Lysander (died 395 B.C.) was a Spartan military commander and statesman who defeated Athens in the Peloponnesian War and was responsible for establishing a Spartan administration in the conquered territories.
Lysander son of Aristocritus, was appointed naval commander in 407 B.C., when the Peloponnesian fleet had become demoralized by several defeats, and after previous Spartan commanders had quarreled with their Persian allies. Lysander restored confidence. He assembled a fleet at Ephesus and ingratiated himself with the Persian viceroy, Cyrus, who had received secret orders to support Sparta. Lysander hired mercenary rowers with high wages, manned 90 ships, and organized a network of personal supporters, who were to establish themselves as oligarchic rulers or dictators in any liberated states. He waited until the Athenian fleet was divided, and then early in 406 he defeated an Athenian flotilla at Notium.
When his term as commander expired, Lysander could not be reappointed by Spartan law. His successor was killed in a disastrous defeat at Arginusae. His friends and Cyrus clamored for the reappointment of Lysander, and he was sent as nominal second-in-command but with actual full power.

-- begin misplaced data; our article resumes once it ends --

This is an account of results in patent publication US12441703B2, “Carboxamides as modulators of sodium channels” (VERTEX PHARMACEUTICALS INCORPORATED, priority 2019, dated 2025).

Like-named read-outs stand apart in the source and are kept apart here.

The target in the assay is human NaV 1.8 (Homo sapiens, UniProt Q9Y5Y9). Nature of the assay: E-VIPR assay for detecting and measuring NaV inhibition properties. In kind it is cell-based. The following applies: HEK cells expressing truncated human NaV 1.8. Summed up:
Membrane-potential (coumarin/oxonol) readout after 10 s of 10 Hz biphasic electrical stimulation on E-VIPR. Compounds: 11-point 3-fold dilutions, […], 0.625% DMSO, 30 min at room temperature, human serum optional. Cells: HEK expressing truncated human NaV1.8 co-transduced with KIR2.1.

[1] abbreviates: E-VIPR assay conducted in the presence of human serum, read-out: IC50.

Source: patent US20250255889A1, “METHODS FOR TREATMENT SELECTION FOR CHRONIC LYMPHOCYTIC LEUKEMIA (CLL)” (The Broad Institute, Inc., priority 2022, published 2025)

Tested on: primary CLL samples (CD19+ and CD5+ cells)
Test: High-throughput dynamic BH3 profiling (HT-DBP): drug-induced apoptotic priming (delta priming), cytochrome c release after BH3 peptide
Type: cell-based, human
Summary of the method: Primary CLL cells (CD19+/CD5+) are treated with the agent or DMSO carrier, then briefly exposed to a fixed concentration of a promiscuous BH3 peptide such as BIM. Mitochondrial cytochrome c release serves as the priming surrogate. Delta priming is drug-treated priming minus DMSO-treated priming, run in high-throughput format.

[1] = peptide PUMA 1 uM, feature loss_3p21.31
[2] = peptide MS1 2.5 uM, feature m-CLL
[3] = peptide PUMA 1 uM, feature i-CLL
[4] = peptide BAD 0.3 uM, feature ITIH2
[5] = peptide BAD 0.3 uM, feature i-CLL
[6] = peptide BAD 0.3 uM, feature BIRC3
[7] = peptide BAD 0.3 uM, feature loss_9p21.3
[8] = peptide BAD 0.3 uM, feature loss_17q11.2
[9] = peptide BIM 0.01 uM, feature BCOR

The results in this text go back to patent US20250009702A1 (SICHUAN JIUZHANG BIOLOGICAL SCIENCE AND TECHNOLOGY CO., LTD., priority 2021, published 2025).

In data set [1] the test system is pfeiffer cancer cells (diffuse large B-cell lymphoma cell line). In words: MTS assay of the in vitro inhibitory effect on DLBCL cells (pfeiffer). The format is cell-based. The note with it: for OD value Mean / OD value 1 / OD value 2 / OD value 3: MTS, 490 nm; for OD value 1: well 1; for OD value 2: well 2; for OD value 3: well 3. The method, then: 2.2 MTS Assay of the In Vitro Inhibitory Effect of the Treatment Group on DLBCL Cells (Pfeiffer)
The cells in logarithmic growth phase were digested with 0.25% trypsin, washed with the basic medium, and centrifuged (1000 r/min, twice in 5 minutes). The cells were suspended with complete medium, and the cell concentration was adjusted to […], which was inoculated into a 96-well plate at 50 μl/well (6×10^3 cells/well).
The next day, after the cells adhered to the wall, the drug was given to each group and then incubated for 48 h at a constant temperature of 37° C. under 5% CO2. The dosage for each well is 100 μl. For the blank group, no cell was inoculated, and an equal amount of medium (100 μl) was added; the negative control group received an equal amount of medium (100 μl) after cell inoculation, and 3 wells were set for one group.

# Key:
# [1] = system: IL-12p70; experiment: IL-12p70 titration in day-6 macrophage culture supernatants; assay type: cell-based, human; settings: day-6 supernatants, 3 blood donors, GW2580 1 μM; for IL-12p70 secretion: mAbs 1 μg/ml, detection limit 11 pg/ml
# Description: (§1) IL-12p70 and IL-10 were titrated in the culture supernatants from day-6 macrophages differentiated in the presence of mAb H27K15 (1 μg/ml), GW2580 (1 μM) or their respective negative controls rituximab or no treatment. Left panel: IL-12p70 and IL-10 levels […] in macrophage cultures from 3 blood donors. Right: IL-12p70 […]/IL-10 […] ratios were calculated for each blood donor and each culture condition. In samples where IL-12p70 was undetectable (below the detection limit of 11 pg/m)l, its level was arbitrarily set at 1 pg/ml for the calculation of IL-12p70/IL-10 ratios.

With Cyrus's subsidies Lysander manned 200 ships and advanced to the Dardanelles, where his threat to Athens's supplies from the Black Sea brought the Athenian fleet to a beach two miles away at Aegospotami. For four days in August 405 B.C. the Athenians offered battle, but Lysander declined. He noted, however, that each evening the Athenians disembarked and scattered. On the fifth evening Lysander attacked and caught 171 ships empty or half manned. Only nine ships escaped destruction.
Lysander sought total victory and personal power. He executed 3,000 Athenian prisoners and advanced to blockade Piraeus harbor. In April 404 B.C. Athens surrendered, and Lysander demolished Athens's fortifications. He established oligarchies or tyrannies in Athens and throughout the conquered and liberated areas. When reaction set in and democrats at Athens seized Piraeus, Lysander got himself appointed to suppress the rising. But the two Spartan kings, distrusting him, persuaded the Spartan authorities to supersede Lysander, reverse his policies at Athens, and modify them elsewhere.
Back in Sparta, Lysander planned unsuccessfully to convert the hereditary monarchy into an elective monarchy, banking on his own prestige. When Agis II died in 398, Lysander secured the election of Agesilaus, who took command in Asia Minor. Lysander accompanied him as chief of staff, but Agesilaus soon dismissed him. In 395, when Boeotia and Athens rose against Sparta, Lysander was killed in action at Haliartus.
Ancient sources on Lysander include Xenophon, Diodorus Siculus, and Plutarch, In modern works, accounts of Lysander are in John Bury, History of Greece (1902; 3d ed. 1951); Humfrey Michell, Sparta (1952); and Nicholas G. L. Hammond, History of Greece to 322 B.C. (1959; 2d ed. 1967), all of which are also useful for historical background. □
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